"Without strong capital backup, you can hardly keep pace in the fierce land bidding," says Yi Xiaodi, president of Sunshine 100 Real Estate Group. "But the tougher monetary policy makes it more difficult for enterprises to get bank loans. So developers have to raise money from the capital market."
However, recent stock market reverses and serial measures to squeeze the property sector may mean real estate firms will find the ride to capital markets far bumpier this year.
Changsheng China Property Co Ltd, a mainland commercial developer, said last month that it had decided not to proceed with an initial public offering in Hong Kong because of the current turmoil in the international capital markets and adverse market conditions. The company had planned to raise HK$830 million to HK$1.28 billion by issuing 250 million shares, according to its prospectus.
Evergrande Real Estate Group, a Guangzhou-based residential property developer, also did the same. After receiving a nod from the Hong Kong exchange authorities in January, the company chose to opt out of an IPO roadshow. It still hasn't worked out a listing timetable.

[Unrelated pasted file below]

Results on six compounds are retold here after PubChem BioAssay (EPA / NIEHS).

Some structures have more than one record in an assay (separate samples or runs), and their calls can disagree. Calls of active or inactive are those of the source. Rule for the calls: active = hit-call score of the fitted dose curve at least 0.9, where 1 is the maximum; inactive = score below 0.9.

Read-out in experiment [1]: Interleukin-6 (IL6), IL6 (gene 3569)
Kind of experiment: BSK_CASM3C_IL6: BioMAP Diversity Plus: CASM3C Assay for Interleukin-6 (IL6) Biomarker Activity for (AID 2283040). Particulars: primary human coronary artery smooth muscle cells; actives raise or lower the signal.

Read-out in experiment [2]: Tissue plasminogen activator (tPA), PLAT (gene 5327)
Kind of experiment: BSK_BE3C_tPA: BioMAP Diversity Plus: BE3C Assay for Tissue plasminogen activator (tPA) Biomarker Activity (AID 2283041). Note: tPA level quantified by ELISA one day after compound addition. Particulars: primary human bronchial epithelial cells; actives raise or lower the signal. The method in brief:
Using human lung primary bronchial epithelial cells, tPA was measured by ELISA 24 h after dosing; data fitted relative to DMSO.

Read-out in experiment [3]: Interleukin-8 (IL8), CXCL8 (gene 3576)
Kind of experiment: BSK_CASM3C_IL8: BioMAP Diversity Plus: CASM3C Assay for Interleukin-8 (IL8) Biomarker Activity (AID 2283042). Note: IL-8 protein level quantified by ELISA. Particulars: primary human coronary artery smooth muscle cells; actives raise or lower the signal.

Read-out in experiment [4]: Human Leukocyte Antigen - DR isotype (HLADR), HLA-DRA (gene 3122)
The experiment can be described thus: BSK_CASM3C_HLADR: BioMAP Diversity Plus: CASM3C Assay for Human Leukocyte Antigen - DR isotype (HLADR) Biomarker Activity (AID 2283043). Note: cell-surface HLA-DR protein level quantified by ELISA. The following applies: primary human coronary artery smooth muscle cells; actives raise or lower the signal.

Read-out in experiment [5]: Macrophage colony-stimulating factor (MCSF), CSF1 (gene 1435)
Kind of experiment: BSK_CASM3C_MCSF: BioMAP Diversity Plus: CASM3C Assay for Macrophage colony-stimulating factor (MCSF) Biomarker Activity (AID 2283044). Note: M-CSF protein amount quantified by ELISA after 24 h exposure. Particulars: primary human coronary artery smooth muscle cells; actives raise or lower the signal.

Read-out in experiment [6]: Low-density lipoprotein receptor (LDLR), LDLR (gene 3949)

According to Huang Lichong, managing director of Synergy Capital, around half of mainland real estate firms may fail to float shares in Hong Kong as they had planned.
Besides direct IPOs, a number of real estate firms are also striving to enter the capital market by acquiring listed shell companies. "Since the regulator has very strict requirements for direct IPOs, raising money through shell companies has become another handy option," says Li Wenjie, general manager of Centaline China (North China region).
Dalian Jinniu Co Ltd, a Shenzhen-listed steelmaker, last month said in a statement that its 40.67 percent of stakes had been transferred to Zhongnan Group, which will inject the assets of its property arm Zhongnan Real Estate into Dalian Jinniu. If the deal goes through, Dalian Jinniu will turn itself into a real estate company.